In Britain, we really don't like children very much. If we did, we wouldn't put up with quite so much Guardian G2/Allison Pearson-type whingeing about how "they adore children on the Continent; you can even take them into restaurants there". I am sure they let children into restaurants in Belgium. Unfortunately, Baby Tintin sharing a plate of mussels with Mummy and Daddy didn't prevent the authorities colluding in cover-ups of paedophile rings.

And for those who accept the glib myth that eating out with kids equates with a caring society, I would like to point out that the paedophile rings are to be found next to the sliced organic mango and dried dates in all good health food shops.

No, Britain doesn't like children for a whole host of reasons, one being Margaret Hodge. Given her record of dealing with child abuse as leader of Islington Council, her appointment as minister for children is about as appropriate as putting Michael Jackson in charge of Barnardo's.

A second reason is Children in Need, which should be renamed Being a Twat for Charity. That children in poverty should have to rely on grown men sitting in bathtubs of Spaghetti Hoops and farting the theme tune to Emmerdale to help them is beyond belief. Not to mention the irony of Terry Wogan and Gaby Roslin patronising the bloke in the tub over his loss of dignity.

But perhaps what riles us most is some barmy Eurocrat or liberal do-gooder trying to stop us smacking our kids. Britain loves its children--that is why we will fight for our right to physically assault them. Disciplining children is our forte, which is why I propose a father and-son bare-knuckle boxing contest to raise money for Children in Need.

There is another example of how much we dislike children, at a place that should be twinned with Soham. Because a tragedy equivalent to what allegedly happened in Soham occurs there each and every day of the year. Except it occurs 20 times a day. This place is northern Uganda where, according to the United Nations, 8,500 children have been abducted this year alone by the cult Lord's Resistance Army, led by Joseph Kony. Britain is in a unique position to help stop this horror, but has so far chosen not to do so.

In its "Break the Silence" campaign, the Church Mission Society has highlighted the killing of the abducted children and the appalling atrocities committed against them. Human Rights Watch has documentary testimonies from children who have managed to escape.

Some are forced into slavery, carrying heavy loads through the bush. Most abducted girls, on reaching puberty, are given to the army's adult commanders as "wives": most of them become pregnant and are left to give birth in the bush with only other girls of a similar age to help them. Many of the women who escape have contracted sexually transmitted diseases. Angela P, abducted at the age of ten, said: "As a wife I was beaten and sexually abused ... I was beaten so many times, I couldn't count."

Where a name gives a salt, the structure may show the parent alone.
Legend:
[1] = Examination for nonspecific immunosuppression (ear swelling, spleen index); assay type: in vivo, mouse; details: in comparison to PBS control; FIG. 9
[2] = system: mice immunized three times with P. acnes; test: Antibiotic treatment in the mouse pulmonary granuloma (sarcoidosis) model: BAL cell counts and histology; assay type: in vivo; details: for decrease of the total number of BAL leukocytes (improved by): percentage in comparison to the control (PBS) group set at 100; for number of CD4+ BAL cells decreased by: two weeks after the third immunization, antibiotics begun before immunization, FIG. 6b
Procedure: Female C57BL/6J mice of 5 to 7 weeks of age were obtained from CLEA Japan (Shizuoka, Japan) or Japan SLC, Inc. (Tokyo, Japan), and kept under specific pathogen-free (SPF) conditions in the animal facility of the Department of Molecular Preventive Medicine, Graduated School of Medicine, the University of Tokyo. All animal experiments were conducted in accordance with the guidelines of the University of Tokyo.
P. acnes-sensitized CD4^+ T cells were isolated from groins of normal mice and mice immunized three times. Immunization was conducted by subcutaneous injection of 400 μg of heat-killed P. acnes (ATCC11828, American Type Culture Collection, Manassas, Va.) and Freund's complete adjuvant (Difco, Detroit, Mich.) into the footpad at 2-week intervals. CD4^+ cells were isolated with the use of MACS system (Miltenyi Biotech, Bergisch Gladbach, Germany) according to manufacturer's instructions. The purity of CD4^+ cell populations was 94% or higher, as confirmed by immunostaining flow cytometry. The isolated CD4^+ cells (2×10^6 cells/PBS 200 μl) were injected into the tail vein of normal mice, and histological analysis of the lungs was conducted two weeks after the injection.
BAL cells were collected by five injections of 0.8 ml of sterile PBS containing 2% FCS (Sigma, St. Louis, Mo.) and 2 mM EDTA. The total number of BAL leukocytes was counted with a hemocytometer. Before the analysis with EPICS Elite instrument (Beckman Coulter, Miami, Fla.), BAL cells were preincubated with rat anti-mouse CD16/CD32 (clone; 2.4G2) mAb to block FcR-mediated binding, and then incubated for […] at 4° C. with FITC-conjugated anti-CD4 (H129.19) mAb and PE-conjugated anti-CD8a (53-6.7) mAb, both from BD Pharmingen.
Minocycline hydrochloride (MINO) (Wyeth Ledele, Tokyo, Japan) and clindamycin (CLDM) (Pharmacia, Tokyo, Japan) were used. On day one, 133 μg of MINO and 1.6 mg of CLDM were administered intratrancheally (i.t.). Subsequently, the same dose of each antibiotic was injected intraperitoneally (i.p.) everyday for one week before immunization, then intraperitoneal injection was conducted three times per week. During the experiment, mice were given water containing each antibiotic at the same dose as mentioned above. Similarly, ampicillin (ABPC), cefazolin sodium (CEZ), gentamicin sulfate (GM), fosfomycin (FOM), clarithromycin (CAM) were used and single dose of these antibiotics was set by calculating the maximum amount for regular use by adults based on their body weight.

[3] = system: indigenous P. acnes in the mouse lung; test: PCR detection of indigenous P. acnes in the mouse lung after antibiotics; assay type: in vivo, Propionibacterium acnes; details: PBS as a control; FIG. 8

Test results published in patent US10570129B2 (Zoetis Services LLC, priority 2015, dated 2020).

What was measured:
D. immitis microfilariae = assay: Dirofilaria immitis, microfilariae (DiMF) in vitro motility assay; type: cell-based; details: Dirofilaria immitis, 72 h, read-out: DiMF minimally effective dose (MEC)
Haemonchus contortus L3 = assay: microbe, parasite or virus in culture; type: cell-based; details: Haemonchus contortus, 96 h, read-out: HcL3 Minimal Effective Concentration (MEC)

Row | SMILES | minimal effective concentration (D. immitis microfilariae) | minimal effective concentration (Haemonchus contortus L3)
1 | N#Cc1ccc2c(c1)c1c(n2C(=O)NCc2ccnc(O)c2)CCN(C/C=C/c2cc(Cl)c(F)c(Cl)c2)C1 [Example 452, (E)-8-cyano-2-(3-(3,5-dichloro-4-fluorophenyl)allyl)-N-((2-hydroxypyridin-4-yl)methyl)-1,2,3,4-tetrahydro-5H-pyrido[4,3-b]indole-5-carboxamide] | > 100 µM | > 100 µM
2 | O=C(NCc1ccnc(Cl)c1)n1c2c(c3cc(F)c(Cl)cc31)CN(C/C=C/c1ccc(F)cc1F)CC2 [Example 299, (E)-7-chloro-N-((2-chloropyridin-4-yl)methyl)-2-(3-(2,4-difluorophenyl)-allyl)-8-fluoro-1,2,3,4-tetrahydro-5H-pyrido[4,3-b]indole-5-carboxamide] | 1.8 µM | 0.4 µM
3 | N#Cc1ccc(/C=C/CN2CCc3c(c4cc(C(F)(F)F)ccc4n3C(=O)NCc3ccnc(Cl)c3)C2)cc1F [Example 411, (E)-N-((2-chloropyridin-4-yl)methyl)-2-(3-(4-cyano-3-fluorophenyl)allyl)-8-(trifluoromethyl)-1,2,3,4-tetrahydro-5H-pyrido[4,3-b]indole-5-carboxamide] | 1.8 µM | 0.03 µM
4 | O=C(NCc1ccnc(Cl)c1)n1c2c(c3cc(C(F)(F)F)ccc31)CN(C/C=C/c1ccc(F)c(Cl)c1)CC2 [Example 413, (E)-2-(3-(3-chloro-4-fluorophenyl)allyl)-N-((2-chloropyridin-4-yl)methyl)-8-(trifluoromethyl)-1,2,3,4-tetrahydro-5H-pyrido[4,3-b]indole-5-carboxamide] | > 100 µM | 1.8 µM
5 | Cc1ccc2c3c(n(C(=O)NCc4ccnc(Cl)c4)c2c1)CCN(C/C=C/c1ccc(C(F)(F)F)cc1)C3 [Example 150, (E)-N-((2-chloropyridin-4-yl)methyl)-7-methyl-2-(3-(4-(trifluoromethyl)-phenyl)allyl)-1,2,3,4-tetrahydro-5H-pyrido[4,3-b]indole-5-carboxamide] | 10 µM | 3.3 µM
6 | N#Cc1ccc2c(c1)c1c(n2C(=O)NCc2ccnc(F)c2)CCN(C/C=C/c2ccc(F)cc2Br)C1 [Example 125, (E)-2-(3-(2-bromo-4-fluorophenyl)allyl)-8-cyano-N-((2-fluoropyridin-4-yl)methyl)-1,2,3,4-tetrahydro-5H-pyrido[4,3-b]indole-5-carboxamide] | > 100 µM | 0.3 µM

Most of the children are forced to become soldiers. Brutal killings are used to create the controlling emotions of fear and guilt. Edward T, now 18, describes how new recruits were forced to beat a child to death: "Each one had a turn and could only stop once the blood from the body splashed up on you." John Okwir, now 19, was forced to kill his own brother by stoving his head in. These are not exceptional tales; they are commonplace among the thousands of children held.

Even the British government has admitted that the fear of raids by the Lord's Resistance Army has led to the displacement of hundreds of thousands of people, who end up in "protective camps". Each night, children flock to Kitgum to sleep together at bus stations or on factory floors. Knowing they could be abducted in the night, they seek protection in numbers. The UN under-secretary-general for humanitarian affairs, Jan Egeland, has said that "this crisis is in many ways worse than Iraq".

So where are the human rights dossiers from Jack Straw released in a blaze of publicity? Is this another case where the west can't be bothered because of the edict "No oil, no toil"?

Instead of praising Uganda as an African success story, Britain might mention the Ugandan government's own use of child soldiers. As Uganda's largest aid donor, the UK has leverage. Instead of focusing on fictitious weapons of mass destruction, Tony Blair might focus on the biggest killers--small arms--and on how to control the vile trade in them rather than support his big-business arms buddies.

But first, Blair et al have to perform a simple task, which is to find the political will to give a fuck.